Astronomers using NASA’s Hubble Space Telescope imaged what may be water vapor plumes erupting off the surface of Jupiter’s moon Europa. Europa has a huge global ocean containing twice as much water as Earth’s oceans, and the moon is considered to be one of the most promising places that could potentially harbor life in the solar system.New research in May indicated solar explosions may have been the key to seeding life on Earth as we know it some 4 billion years ago.
Like sending sensors up into a hurricane, NASA announced in May it had successfully flown for the first time the four Magnetospheric Multiscale, or MMS, spacecraft through an invisible maelstrom in space, called magnetic reconnection. MMS now also holds the Guinness World Record for highest altitude fix of a GPS signal at 43,500 miles above the surface.
NASA’s Cassini spacecraft now is entering the final year of its epic voyage. While this historic science odyssey will conclude in September 2017, the spacecraft will first complete a daring two-part endgame. On Nov. 30, Cassini began a series of 20 weekly F-ring orbits, just past the outer edge of the main rings. Cassini’s final phase — called the grand finale — begins in April 2017.NASA’s New Horizons mission reached a major milestone in October when the last bits of science data from the Pluto flyby – stored on the spacecraft’s digital recorders since July 2015 – arrived safely on Earth.In June, the mission received the green light to fly onward to a 2019 rendezvous with an object deeper in the Kuiper Belt, known as 2014 MU69. In January, NASA announced it was formalizing its ongoing program for detecting and tracking near-Earth objects (NEOs) as the Planetary Defense Coordination Office (PDCO). The office supervises all NASA-funded projects to find and characterize asteroids and comets that pass near Earth’s orbit. It also takes a leadi
Οι φοβεροί και τρομεροί Μωμόγεροι, που βγαίνουν στους δρόμους παραμονές των Χριστουγέννων και πειράζουν τον κόσμο, χορεύοντας και τραγουδώντας, το εθιμικό δρώμενο που τελείται σε οκτώ χωριά της Κοζάνης, εντάχθηκε στον Αντιπροσωπευτικό Κατάλογο της Άυλης Πολιτιστικής Κληρονομιάς της Ανθρωπότητας της UNESCO.
Οι Μωμόγεροι είναι ένα από τα πολλά καρναβαλικά δρώμενα του δωδεκαημέρου και πραγματοποιείται με μικρές παραλλαγές σε πολλές περιοχές της Βόρειας Ελλάδας, με εορταστικό περιεχόμενο και συνδυάζεται με τον ερχομό του νέου έτους.
Στην Κοζάνη γίνεται σε οκτώ χωριά, οι κάτοικοι των οποίων είναι Πόντιοι, απόγονοι προσφύγων από την περιοχή της ορεινής Τραπεζούντας (Ματσούκα), που εγκαταστάθηκαν στην Ελλάδα το 1923.
Χαρακτηρίζεται από μουσική, χορούς και έντονη θεατρική διάσταση, καθώς περιλαμβάνει μία πλειάδα θεατρικών ρόλων, που ενσαρκώνονται από τα μέλη της κοινότητας. Το εθιμικό δρώμενο των Μωμόγερων είναι το τέταρτο στοιχείο Άυλης Πολιτιστικής Κληρονομιάς που εγγράφει η χώρα μας στον συγκεκριμένο κατάλογο της UNESCO.
Είχαν προηγηθεί η εγγραφή της Μεσογειακής Δίαιτας (από κοινού με την Ιταλία, Ισπανία, Μαρόκο, Πορτογαλία, Κύπρο, Κροατία), η Παραδοσιακή Μαστιχοκαλλιέργεια στη Χίο, καθώς και η Τηνιακή Μαρμαροτεχνία.
Φακέλους υποψηφιότητας για εγγραφή στον ίδιο κατάλογο της UNESCO έχει υποβάλει η χώρα μας για το Ρεμπέτικο.
Winter can be a wonderful time for outdoor photography with low sun angles, unique atmospheric conditions and landscapes that are magically transformed. Winter can also be a challenging time to shoot too, beyond the obvious reason that it’s cold!
Everything related to the camera and access to locations is more difficult than in summer but the rewards are more images that you’ll hang on to. Before you take a step outside into the cold and snowy winter wonderland, a little preparation is needed to ensure you’re comfortable behind the lens. It’s challenging to make comforting images if you aren’t comfortable to begin with!Here are a few tips I can offer for shooting when the temperature drops and snow covers the land:Hand warmers – These packets of awesomeness are a game changer.
Cold hands are a thing of the past and if your hands do get cold for a moment, these little warmers feel even warmer. Simply slide them inside your mittens and your hands stay warm. Simple as that! Be sure to activate the warmers before you step outside though, ensuring they actually work. Occasionally, you’ll get a defective one and you don’t want to find this out when you’re outside. Trust me.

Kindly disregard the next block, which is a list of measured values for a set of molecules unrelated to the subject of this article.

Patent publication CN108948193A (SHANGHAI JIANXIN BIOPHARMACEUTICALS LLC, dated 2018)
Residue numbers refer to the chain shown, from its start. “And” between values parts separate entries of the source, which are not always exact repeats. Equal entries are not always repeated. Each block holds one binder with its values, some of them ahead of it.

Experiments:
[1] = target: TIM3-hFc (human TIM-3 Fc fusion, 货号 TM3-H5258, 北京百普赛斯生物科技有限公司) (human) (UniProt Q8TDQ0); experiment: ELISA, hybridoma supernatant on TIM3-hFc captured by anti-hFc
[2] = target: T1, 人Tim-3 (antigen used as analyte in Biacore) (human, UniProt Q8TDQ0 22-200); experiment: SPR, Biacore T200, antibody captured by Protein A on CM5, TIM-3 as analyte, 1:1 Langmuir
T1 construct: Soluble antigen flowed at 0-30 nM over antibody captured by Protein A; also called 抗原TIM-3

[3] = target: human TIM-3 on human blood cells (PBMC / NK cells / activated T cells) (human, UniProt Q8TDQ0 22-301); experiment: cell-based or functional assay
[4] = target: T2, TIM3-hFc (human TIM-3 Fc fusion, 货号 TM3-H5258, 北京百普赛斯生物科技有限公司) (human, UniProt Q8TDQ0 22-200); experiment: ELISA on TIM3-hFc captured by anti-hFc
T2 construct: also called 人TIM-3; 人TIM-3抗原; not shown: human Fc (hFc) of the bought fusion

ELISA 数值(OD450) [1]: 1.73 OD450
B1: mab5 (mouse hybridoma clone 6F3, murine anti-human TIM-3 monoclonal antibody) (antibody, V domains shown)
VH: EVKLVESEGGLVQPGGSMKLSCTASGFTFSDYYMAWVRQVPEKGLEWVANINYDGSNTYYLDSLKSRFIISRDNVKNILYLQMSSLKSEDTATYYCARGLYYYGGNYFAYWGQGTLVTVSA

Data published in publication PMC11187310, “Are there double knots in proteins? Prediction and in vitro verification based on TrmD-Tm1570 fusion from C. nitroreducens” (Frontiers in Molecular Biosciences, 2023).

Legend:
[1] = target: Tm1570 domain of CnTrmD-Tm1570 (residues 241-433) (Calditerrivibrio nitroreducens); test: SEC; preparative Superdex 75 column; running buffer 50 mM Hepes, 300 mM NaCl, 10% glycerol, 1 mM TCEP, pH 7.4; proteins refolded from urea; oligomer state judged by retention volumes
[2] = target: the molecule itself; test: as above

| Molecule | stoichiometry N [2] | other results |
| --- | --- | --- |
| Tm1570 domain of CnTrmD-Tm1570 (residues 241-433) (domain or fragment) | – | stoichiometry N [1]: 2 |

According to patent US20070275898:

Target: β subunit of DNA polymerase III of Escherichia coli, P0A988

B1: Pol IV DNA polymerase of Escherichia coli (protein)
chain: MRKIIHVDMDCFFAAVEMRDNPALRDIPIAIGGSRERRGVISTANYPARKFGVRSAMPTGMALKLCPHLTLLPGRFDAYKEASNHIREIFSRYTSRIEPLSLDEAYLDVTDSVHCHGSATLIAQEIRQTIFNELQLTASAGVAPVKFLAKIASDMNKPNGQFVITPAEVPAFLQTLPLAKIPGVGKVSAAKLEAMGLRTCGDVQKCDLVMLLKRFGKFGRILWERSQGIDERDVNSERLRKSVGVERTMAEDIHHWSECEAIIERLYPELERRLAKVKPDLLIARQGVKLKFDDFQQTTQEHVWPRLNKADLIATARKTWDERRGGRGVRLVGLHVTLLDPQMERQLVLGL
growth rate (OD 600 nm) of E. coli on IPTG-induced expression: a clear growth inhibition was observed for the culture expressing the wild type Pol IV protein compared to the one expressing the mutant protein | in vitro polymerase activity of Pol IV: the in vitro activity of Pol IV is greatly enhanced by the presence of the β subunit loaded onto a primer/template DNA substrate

With its origins in the aftermath of the French Revolution among ultra-Catholics and legitimist royalists, developed more widely in France after the Franco-Prussian War and the ensuing uprising of the Paris Commune of 1870-71.
Though today it is asserted to be dedicated in honor of the 58,000 who lost their lives during the war, the decree of the Assemblée nationale, 24 July 1873, responding to a request by the archbishop of Paris by voting its construction, specifies that it is to «expiate the crimes of the communards».
Montmartre had been the site of the Commune’s first insurrection, and many hard-core communards were forever entombed in the subterranean galleries of former gypsum mines where they had retreated, by explosives detonated at the entrances by the Army of Versailles. Hostages had been executed on both sides, and the Communards had executed Georges Darboy, Archbishop of Paris, who became a martyr for the resurgent Catholic Church.
His successor Guibert, climbing the Butte Montmartre in October 1872, was reported to have had a vision, as clouds dispersed over the panorama: «It is here, it is here where the martyrs are, it is here that the Sacred Heart must reign so that it can beckon all to come».
In the moment of inertia following the resignation of the government of Adolphe Thiers, 24 May 1873, François Pie, bishop of Poitiers, expressed the national yearning for spiritual renewal— «the hour of the Church has come»— that would be expressed through the «Government of Moral Order» of the Third Republic, which linked Catholic institutions with secular ones, in «a project of religious and national renewal, the main features of which were the restoration of monarchy and the defense of Rome within a cultural framework of official piety», of which Sacré-Cœur is the chief lasting triumphalist monument.
The decree voting its construction as a «matter of public utility», 24 July, followed close on Thiers’ resignation. The project was expressed by the Church as a National Vow (Voeu national) and financial support came from parishes throughout France.
The dedicatory inscription records the Basilica as the accomplishment of a vow by Alexandre Legentil and Hubert Rohault de Fleury, ratified by Joseph-Hippolyte Guibert, Archbishop of Paris. The project took many years to complete.